Should the US intervene in Syria?

The administration has been so reactive, so profligate in its use of adjectives and reticent in its use of actual power, it is really—I would use the word 'disappointing,' except it's nothing but what I expect. But it has got to be crushingly disappointing to the people of Syria. Short of a direct military intervention, which I think is not what is necessary at this moment, we can help to create humanitarian corridors, we can offer to join the enforcement of a no-fly zone, we can help support the Free Syrian Army, we can bring together the opposition, and, rather than turning to them and saying, ‘Well, the ball is in your court,’ we can bring them together and actually facilitate their transition, their unity, their articulation of a transition plan, their articulation of principles for a government. And we can help them facilitate the creation of a new government that we can transfer allegiance to. None of these involve boots on the ground. If human-rights violations are important, then surely we should be doing more; if American strategic interests are important, then surely we should be doing more. This is a great strategic opportunity, it is a great humanitarian opportunity, and the United States is acting like we’re Belgium.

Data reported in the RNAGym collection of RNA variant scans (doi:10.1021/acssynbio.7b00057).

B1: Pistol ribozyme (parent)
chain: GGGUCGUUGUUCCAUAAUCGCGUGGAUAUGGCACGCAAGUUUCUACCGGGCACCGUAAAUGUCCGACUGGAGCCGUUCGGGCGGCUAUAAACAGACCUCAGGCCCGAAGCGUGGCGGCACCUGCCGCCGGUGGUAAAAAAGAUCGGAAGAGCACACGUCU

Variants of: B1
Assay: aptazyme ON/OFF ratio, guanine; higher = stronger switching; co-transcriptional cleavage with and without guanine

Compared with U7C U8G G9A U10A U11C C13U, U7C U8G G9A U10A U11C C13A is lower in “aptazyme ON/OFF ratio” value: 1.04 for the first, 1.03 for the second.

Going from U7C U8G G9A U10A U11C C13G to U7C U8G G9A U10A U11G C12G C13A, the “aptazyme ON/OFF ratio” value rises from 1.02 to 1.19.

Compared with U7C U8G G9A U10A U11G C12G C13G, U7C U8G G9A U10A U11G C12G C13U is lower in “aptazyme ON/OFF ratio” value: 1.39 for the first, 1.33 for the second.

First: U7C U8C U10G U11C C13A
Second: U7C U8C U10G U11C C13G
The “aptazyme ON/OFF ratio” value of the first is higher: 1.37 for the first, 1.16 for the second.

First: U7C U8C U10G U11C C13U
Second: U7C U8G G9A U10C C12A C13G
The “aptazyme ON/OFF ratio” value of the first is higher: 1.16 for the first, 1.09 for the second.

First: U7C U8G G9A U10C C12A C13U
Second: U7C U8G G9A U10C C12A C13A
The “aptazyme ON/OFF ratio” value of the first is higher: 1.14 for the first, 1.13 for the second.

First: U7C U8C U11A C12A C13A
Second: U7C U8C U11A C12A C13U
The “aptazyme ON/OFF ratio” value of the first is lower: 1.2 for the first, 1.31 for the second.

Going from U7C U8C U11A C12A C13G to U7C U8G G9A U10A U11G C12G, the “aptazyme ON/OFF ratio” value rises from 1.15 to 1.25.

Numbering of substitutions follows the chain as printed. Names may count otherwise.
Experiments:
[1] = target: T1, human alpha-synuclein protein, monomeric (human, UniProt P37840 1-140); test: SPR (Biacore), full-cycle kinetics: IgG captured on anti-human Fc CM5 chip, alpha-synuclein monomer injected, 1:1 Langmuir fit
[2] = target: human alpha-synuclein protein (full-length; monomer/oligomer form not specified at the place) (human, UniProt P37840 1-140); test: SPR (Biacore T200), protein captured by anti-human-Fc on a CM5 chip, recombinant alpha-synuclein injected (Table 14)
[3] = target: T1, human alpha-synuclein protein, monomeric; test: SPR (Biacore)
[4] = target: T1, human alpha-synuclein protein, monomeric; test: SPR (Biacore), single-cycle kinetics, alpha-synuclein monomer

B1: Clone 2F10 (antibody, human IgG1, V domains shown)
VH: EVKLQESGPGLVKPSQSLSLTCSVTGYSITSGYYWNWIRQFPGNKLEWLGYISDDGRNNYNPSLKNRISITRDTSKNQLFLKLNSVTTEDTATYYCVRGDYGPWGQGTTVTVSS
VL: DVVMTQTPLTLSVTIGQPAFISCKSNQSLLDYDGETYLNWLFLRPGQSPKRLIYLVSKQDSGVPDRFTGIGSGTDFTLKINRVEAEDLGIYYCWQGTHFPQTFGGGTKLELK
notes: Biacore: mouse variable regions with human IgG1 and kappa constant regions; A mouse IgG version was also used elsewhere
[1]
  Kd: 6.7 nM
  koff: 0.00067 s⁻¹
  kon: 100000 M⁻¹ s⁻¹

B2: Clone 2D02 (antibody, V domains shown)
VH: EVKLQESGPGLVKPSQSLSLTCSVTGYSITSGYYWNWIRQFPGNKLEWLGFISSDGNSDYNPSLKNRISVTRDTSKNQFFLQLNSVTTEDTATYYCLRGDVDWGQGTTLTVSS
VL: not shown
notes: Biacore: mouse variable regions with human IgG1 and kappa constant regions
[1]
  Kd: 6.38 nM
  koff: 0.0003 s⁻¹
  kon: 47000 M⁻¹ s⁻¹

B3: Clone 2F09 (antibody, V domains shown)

Danielle Pletka is VP of foreign and defense policy studies at AEI.

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Comprehending comprehensive universities

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Who governs the Internet? A conversation on securing the multistakeholder process

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Expanding opportunity in America: A conversation with House Budget Committee Chairman Paul Ryan

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Is it time to end the Export-Import Bank?

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